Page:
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The crowd was surprisingly diverse — although everyone we met was a college-educated working professional, a wide range of interests, ethnicities, and sexual orientations was represented.
Van Gelderen presented academic research on love, and the causes of attraction and bonding, to a group of 10 people running businesses such as dating websites, introduction services and events companies.The ideas may not be put into practice and van Gelderen is not involved with feasibility studies but he says his research takes ideas usually confined within university walls into the realm of business where they can be applied. Sasha Madarasz, owner of Two's Company, an Auckland-based introduction company that arranges around 100 dates a week, says working with van Gelderen and reading his research has been useful.She was impressed by findings that people tended to bond better if they accomplished a task together and has suggested that her clients try an activity such as dancing or taking a cooking class together.Another body of research showing that repeated exposure to a person creates feelings of trust and safety backs up her view that hopeful lovebirds should always go on more than one date.Van Gelderen, who lectures in the university's Department of Management and International Business, acknowledges that some of the research could be abused because it deals with emotions and people who could be vulnerable, but he says it is not simply about commercialising aspects of life that shouldn't be commercialised.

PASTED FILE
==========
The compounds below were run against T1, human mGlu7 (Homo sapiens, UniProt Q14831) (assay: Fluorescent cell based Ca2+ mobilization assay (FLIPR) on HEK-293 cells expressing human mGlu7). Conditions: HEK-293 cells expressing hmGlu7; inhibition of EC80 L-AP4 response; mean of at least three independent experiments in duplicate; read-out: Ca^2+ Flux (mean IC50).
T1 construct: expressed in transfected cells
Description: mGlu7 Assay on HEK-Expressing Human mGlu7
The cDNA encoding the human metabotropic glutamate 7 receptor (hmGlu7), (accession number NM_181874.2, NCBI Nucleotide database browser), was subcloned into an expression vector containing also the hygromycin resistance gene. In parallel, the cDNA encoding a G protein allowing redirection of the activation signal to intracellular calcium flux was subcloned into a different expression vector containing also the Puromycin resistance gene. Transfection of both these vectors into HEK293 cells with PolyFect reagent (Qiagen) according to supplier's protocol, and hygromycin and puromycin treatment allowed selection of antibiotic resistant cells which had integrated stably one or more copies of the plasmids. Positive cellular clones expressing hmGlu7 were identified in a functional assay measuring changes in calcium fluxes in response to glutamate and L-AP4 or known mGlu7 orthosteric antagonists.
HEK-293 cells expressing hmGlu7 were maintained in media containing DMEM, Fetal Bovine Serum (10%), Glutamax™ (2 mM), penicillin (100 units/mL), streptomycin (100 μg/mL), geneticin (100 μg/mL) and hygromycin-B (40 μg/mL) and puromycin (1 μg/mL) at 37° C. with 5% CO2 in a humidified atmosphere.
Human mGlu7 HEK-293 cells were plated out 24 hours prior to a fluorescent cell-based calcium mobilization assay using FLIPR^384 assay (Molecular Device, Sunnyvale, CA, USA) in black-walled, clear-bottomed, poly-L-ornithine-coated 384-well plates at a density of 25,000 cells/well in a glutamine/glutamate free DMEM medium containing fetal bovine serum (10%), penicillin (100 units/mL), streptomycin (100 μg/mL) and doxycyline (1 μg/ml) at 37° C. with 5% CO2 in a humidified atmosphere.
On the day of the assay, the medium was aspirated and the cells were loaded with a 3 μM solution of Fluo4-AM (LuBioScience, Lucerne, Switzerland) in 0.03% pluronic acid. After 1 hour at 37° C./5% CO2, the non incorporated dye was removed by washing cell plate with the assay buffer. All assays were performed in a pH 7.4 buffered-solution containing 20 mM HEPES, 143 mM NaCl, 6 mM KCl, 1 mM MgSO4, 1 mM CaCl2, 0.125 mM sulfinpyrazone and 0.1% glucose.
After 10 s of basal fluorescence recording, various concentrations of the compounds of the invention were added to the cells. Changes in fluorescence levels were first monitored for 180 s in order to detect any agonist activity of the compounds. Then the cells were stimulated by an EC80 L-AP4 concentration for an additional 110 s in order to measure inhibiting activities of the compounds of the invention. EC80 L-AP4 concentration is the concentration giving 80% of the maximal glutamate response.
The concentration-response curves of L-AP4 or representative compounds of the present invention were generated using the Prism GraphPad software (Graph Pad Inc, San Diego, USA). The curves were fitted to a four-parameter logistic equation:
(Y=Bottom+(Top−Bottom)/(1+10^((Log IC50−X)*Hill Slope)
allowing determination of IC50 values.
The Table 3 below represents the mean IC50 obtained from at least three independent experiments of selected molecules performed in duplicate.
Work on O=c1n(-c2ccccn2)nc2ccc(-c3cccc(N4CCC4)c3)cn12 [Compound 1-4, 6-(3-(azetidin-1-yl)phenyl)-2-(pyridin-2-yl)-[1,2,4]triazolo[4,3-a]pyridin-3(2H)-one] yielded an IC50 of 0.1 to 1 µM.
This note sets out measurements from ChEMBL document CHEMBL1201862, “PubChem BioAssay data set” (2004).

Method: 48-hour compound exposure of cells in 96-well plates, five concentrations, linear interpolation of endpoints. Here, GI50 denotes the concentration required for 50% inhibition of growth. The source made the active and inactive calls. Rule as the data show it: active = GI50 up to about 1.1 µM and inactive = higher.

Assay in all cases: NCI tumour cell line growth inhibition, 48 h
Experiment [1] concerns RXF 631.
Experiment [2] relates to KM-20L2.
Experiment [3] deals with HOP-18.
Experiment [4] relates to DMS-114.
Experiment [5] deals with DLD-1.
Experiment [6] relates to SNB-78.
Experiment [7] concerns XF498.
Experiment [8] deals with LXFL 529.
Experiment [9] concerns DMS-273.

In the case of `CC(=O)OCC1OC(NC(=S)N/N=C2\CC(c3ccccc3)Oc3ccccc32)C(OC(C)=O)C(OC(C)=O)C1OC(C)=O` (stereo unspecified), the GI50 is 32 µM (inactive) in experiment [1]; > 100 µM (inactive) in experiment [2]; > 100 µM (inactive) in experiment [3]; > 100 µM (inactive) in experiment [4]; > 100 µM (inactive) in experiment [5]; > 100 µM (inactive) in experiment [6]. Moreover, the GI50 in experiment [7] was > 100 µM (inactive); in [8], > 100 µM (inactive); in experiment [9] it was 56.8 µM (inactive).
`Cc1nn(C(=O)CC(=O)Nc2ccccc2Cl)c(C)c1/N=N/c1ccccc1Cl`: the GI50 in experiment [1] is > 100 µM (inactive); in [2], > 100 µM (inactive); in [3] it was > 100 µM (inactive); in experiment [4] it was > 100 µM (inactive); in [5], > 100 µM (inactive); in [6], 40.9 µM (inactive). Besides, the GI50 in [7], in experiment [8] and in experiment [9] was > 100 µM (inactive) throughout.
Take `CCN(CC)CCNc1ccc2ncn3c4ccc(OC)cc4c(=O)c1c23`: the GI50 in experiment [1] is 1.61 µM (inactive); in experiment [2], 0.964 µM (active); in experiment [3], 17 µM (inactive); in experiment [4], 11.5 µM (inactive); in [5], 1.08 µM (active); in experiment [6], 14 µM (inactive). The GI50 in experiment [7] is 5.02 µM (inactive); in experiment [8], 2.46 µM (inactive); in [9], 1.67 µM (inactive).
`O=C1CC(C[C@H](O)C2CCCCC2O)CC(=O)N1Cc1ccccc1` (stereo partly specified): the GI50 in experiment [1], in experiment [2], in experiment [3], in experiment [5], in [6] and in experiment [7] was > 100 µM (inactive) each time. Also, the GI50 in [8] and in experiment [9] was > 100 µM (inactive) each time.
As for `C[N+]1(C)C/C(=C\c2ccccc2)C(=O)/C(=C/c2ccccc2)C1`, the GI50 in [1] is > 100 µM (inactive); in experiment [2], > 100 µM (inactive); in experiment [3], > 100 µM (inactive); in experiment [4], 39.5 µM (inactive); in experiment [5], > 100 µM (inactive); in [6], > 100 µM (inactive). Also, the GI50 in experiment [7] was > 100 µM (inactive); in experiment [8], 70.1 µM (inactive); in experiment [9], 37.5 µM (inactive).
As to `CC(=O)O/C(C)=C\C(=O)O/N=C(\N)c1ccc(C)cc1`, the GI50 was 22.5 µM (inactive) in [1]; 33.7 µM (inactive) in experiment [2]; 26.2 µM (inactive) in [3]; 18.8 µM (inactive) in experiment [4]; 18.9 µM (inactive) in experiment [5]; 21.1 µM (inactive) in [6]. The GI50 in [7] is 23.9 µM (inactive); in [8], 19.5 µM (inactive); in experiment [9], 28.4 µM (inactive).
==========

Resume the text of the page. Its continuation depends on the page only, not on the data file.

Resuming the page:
However, "This surplus of women is not just 'perceived' but very, very real," Birger writes.